Following the presentation, and after some rest back at the hotel, the incredible day continued as I met my good friend, Chris, for a light dinner. We had not seen each other in a few months, and were eager to chat. Since we share similar interests, it was great to reconnect.

As we talked, Chris told me about a fascinating experience he and his wife had recently enjoyed. It involved a celebrity.

Chris said a friend called one day and asked if he and his wife would like to hear Rudy Ruettiger, of the movie Rudy, speak that very evening. After Chris said they would like that, his friend asked another question. How would they like to have dinner with Rudy before the speech? So the two couples and Rudy had dinner together.

Rudy is quite a storyteller. So, I enjoyed immensely hearing Chris tell about Rudy’s experiences.

One story especially caught my attention. In fact, it has been on my mind ever since Chris told it. The story involves a time when Rudy’s daughter was asked to sing the national anthem before a Laker’s game.

On game day the family arrived several hours early in order to check out the Staples Center.
As they were looking things over, they noticed a lone player who was practicing shot after shot. “That’s Kobe Bryant!” Rudy excitedly told his family. “I’m going to go out there and meet him.” The security guards were not as excited about his idea as he was.

“No one interrupts Kobe while he’s practicing,” they said. “Oh, I’m not going to bother him,” Rudy replied. “I just want to say hello.” No way was he allowed on the floor.

Rudy came up with another plan. From the seats, he shouted, “Hey, Kobe, it’s Rudy!”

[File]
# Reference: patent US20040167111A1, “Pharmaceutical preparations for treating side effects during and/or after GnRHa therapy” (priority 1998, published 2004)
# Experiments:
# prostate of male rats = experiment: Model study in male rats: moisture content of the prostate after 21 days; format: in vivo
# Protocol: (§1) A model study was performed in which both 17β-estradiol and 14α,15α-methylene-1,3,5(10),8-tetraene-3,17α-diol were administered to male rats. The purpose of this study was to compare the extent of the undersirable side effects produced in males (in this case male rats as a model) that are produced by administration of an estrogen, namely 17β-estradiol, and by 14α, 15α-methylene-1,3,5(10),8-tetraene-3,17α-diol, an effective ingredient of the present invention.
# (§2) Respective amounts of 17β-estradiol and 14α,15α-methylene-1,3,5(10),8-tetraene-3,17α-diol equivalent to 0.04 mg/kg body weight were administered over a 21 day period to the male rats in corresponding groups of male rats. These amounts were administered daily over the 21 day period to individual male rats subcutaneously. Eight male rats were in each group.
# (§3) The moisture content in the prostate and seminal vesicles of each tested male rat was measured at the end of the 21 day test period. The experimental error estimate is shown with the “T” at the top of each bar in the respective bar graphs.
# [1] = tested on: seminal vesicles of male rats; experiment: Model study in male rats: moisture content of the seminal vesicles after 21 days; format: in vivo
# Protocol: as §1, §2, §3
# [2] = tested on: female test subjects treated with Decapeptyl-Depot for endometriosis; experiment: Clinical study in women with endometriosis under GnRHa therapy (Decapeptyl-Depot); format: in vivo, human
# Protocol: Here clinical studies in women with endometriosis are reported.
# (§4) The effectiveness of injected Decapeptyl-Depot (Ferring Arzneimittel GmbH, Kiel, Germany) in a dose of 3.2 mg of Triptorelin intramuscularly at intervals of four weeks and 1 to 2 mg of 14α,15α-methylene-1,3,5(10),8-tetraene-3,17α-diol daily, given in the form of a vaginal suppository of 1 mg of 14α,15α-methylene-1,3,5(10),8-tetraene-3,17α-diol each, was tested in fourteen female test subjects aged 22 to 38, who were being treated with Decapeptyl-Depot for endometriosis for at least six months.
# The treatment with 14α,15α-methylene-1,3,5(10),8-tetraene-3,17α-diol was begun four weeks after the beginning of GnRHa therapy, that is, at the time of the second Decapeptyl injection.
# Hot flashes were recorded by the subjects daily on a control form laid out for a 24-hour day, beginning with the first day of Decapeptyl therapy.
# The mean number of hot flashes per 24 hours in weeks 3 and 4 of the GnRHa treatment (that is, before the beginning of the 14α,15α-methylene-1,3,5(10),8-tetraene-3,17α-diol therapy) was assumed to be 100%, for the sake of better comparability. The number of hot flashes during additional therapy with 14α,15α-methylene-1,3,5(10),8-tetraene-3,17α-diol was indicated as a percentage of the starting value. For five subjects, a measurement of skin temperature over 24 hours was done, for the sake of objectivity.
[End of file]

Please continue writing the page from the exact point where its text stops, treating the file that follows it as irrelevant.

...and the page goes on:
Kobe stared in unbelief at the man behind the voice. “Rudy?” he yelled back. “Rudy Ruettiger?”

“Yeah,” came the reply. “Rudy Ruettiger!”

In an immediate expression of profound admiration, Kobe walked over, stuck out his hand to Rudy, and said, “You are my hero!”

He then said that when he was a teenager growing up in Italy, basketball was not going well for him. Then one evening his dad had him watch the movie, Rudy, with him. To Rudy, his daughter and his son, Kobe said, “That movie changed my life.” A hero for many had met his own hero.

Perhaps neither Kobe nor Rudy are your heroes. I don’t know who your heroes are, nor do I need to know. That is beside the point I wish to make. My point is this: heroes matter greatly, even to those who have achieved great things. In fact, many have achieved great things because they had certain heroes in their lives. Not only that, but because of their heroes many have also been able to face some of life’s greatest challenges.

My friend Chris is that kind of hero to me. We are both survivors of the same type of cancer. Several years ago, when this wonderful friend and oral surgeon found out I was scheduled to have the same surgery he’d had, he opened his heart and his busy schedule in order for me to pour out my intense fears and concerns, and for him to candidly and compassionately answer all my questions. He inspired me with courage and hope. Though Chris’ life has taken a different path from Rudy’s, to me he is a hero simply because he cared enough to make a huge difference in my life. That doesn’t require a big name – just a big heart.

Heroes come from all walks of life, but they have one thing in common: they all matter to others. We, each of us, matter to someone. We may not always know who that someone is. That doesn’t matter. What matters is that we be good heroes to others, and that we choose our own heroes wisely.

LEADERSHIP TIP: Be careful who you greatly admire, and be well aware that someone, somewhere greatly admires you.

Feel free to reprint this article in your organization’s newsletter.  Please add the following notice — exactly as follows:  *Reprinted with permission from Terry L. Sumerlin. © 2014 Terry L. Sumerlin.  For over 25 years, leadership author and conference speaker, Terry L. Sumerlin, has been addressing audiences throughout the U.S. and internationally. www.terrysumerlin.com